The University of Arizona Department of Hydrology and Atmospheric Sciences

Wednesday | November 7, 2007

Researchers to build, test advanced spaceborne climate-monitoring instrument

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Scientists at The University of Arizona will build a prototype instrument to demonstrate their revolutionary idea for a satellite-borne remote sensing system. It will measure water vapor, temperature and ozone anywhere over the globe with unprecedented vertical resolution and accuracy.

"These measurements are designed to decisively answer several basic questions about climate, including how the thermodynamic structure of our atmosphere is changing and what processes are at work," UA atmospheric scientist and project leader E. Robert Kursinski said.

The researchers will flight-test the prototype device on two high-altitude jets less than three years from now.

The proposed system is designed to give global climate change scientists benchmark data that is critically needed for research and policymaking. If successful, its impact would be huge, National Science Foundation proposal reviewers said. No such global climate observing system exists and is a high priority for monitoring climate, the National Research Council said in its latest decadal survey.

Kursinski and his team, which includes researchers from the Steward Observatory Radio Astronomy Laboratory, won a 3-year, $1.6 million National Science Foundation Major Research Instrumentation grant to construct and demonstrate the prototype instrument. The Jet Propulsion Laboratory in Pasadena, Calif., Aerospace Corp. in El Segundo, Calif., and the Southern Research Institute in Birmingham, Ala., are partners in the project.

The instrument is a spectrometer that would probe Earth's atmosphere at microwave frequencies using "active" radio occultation techniques. One aircraft will carry a transmitter that sends a microwave signal through the atmosphere. A second aircraft will carry a receiver that picks up the signal after it has recorded the effects of the atmosphere. The instrument will be tested in aircraft-to-aircraft occultations to demonstrate its feasibility for satellites. It is called the Active Temperature, Ozone, and Moisture Microwave Spectrometer, or ATOMMS.

Plans call for mounting the instrument in the nose cones of two WB-57F high-altitude jets that NASA developed to photograph damage to Space Shuttle tiles. The aircraft would be flown toward one another at about 19 kilometers (about 12 miles) altitude from positions over the horizon for observations that will profile atmospheric temperature, water vapor and ozone down through the troposphere below. NASA will provide the aircraft support for the demonstration.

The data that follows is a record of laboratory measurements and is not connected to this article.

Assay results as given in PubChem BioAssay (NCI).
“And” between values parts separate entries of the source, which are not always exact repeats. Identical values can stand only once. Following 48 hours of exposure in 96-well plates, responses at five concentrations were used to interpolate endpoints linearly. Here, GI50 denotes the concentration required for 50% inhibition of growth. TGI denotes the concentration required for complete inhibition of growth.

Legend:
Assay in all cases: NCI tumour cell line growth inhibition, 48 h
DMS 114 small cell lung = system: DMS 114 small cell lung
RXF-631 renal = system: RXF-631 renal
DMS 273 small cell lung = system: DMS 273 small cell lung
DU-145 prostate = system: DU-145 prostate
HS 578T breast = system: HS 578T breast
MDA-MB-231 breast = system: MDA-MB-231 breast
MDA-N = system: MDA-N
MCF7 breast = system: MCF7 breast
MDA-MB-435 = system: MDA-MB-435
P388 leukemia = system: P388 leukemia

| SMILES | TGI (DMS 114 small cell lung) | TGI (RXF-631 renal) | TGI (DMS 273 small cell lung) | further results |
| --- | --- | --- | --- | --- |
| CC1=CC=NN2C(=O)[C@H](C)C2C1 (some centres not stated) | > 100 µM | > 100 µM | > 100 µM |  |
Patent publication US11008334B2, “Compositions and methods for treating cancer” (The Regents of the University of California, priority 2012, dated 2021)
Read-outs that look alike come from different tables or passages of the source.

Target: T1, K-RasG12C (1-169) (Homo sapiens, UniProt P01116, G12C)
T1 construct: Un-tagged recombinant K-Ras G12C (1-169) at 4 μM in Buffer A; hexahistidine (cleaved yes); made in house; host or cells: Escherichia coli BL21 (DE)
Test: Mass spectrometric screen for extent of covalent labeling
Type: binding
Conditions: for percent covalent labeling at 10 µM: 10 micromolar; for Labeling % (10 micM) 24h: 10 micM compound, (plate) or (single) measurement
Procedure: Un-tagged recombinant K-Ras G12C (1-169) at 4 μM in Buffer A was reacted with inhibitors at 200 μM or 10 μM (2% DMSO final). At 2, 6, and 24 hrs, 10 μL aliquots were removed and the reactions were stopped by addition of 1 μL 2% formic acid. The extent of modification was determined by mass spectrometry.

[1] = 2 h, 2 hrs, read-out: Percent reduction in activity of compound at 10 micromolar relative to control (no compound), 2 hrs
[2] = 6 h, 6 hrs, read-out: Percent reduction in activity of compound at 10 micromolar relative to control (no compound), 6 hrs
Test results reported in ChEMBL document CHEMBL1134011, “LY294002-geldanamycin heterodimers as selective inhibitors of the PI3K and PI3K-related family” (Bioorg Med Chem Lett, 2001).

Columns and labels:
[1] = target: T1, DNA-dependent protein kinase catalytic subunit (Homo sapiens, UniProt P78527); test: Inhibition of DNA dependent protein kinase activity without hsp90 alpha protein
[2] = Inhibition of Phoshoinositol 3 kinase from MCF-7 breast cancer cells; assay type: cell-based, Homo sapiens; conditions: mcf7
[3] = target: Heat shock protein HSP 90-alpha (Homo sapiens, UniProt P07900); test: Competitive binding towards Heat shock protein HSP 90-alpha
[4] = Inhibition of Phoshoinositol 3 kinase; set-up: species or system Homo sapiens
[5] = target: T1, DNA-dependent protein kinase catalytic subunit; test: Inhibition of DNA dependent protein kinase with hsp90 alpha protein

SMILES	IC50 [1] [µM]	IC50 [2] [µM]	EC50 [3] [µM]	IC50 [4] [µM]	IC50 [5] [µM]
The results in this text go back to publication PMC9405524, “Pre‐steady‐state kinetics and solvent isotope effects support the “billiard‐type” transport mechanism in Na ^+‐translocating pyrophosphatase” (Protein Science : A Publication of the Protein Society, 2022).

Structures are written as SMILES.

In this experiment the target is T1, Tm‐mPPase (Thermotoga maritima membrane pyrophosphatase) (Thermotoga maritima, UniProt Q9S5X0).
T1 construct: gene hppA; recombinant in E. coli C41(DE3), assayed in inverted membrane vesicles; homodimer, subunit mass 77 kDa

Kursinski and his colleagues have developed their concept for measuring climates both on Earth and on Mars, but they will demonstrate it first for Earth.

"A couple of things are different about this remote sensing system," Kursinski said. "One, Earth is a cloudy planet. About 60 to 70 percent of the globe is covered by clouds. Unlike any other sensors flying right now, radio occultations can characterize the atmosphere in and below clouds.

"The second difference is that present state-of-the-art sensors are limited to measuring water vapor at 2-kilometer vertical increments (about 1.25 miles), or about six levels across the troposphere, which is about 12 kilometers high (7.5 miles). Water vapor varies vertically over much finer scales than that.

"Our instrument will resolve water vapor at 200 meters (about 660 feet) vertically in the atmosphere, or 10 times better than the best there is now. It will nail the vertical structure of water at the upper troposphere-lower stratosphere, which is very important," Kursinski said. "Although there's relatively little water at these higher altitudes compared to how much water is near Earth's surface, water in the upper troposphere-lower stratosphere exerts a strong greenhouse effect because it's so cold up there."

Water concentrations change rapidly at those high altitudes, which is why greater vertical resolution is so essential, he added. The ability to see through clouds will eliminate biases introduced by clear-sky-only observations as well as allow researchers to monitor where water is concentrated, he said.